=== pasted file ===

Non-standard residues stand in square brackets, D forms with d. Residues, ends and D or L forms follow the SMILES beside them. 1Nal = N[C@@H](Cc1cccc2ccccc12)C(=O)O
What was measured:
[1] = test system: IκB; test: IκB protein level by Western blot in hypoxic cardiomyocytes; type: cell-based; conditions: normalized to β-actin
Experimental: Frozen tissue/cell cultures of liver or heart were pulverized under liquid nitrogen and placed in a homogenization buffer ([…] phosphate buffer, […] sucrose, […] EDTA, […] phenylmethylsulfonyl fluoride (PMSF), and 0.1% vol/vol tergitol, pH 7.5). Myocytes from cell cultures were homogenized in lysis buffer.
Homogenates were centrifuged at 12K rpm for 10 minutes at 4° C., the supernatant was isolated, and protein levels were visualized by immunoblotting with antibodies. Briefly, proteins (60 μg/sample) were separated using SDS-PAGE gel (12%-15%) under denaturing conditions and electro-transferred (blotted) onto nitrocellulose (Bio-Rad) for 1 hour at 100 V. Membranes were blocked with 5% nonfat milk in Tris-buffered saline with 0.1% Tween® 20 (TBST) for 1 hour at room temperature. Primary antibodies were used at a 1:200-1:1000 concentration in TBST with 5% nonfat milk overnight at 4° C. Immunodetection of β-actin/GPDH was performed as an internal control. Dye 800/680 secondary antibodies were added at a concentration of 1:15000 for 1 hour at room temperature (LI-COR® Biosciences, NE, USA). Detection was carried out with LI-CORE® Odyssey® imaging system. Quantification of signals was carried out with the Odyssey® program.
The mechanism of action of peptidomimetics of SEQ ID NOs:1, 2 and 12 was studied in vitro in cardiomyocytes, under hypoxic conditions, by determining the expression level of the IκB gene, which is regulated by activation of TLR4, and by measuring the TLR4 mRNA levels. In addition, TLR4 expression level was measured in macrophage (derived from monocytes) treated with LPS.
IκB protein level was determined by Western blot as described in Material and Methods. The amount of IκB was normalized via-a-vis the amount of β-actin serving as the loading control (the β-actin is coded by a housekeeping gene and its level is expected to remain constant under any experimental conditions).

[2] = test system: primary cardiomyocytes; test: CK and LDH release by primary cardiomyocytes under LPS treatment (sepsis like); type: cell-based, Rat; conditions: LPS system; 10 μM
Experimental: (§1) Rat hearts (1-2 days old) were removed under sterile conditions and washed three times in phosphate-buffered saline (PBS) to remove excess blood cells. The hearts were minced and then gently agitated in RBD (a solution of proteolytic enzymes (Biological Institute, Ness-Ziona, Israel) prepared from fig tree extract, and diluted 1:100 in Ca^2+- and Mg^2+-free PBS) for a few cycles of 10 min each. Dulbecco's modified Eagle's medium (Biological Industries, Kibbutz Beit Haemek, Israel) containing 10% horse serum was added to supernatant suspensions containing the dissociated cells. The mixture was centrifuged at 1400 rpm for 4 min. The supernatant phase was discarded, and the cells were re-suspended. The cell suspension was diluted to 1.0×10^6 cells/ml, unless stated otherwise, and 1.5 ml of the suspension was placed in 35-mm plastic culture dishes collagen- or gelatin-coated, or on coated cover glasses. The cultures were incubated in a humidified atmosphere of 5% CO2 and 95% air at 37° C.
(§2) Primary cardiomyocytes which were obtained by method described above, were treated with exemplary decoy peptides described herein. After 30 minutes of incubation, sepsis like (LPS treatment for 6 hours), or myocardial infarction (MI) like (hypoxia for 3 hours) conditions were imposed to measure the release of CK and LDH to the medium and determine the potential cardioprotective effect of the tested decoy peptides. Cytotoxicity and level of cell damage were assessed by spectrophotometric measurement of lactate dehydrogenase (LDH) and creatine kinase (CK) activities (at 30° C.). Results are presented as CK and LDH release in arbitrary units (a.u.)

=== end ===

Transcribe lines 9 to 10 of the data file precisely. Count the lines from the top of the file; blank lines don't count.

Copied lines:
Experimental: (§1) Rat hearts (1-2 days old) were removed under sterile conditions and washed three times in phosphate-buffered saline (PBS) to remove excess blood cells. The hearts were minced and then gently agitated in RBD (a solution of proteolytic enzymes (Biological Institute, Ness-Ziona, Israel) prepared from fig tree extract, and diluted 1:100 in Ca^2+- and Mg^2+-free PBS) for a few cycles of 10 min each. Dulbecco's modified Eagle's medium (Biological Industries, Kibbutz Beit Haemek, Israel) containing 10% horse serum was added to supernatant suspensions containing the dissociated cells. The mixture was centrifuged at 1400 rpm for 4 min. The supernatant phase was discarded, and the cells were re-suspended. The cell suspension was diluted to 1.0×10^6 cells/ml, unless stated otherwise, and 1.5 ml of the suspension was placed in 35-mm plastic culture dishes collagen- or gelatin-coated, or on coated cover glasses. The cultures were incubated in a humidified atmosphere of 5% CO2 and 95% air at 37° C.
(§2) Primary cardiomyocytes which were obtained by method described above, were treated with exemplary decoy peptides described herein. After 30 minutes of incubation, sepsis like (LPS treatment for 6 hours), or myocardial infarction (MI) like (hypoxia for 3 hours) conditions were imposed to measure the release of CK and LDH to the medium and determine the potential cardioprotective effect of the tested decoy peptides. Cytotoxicity and level of cell damage were assessed by spectrophotometric measurement of lactate dehydrogenase (LDH) and creatine kinase (CK) activities (at 30° C.). Results are presented as CK and LDH release in arbitrary units (a.u.)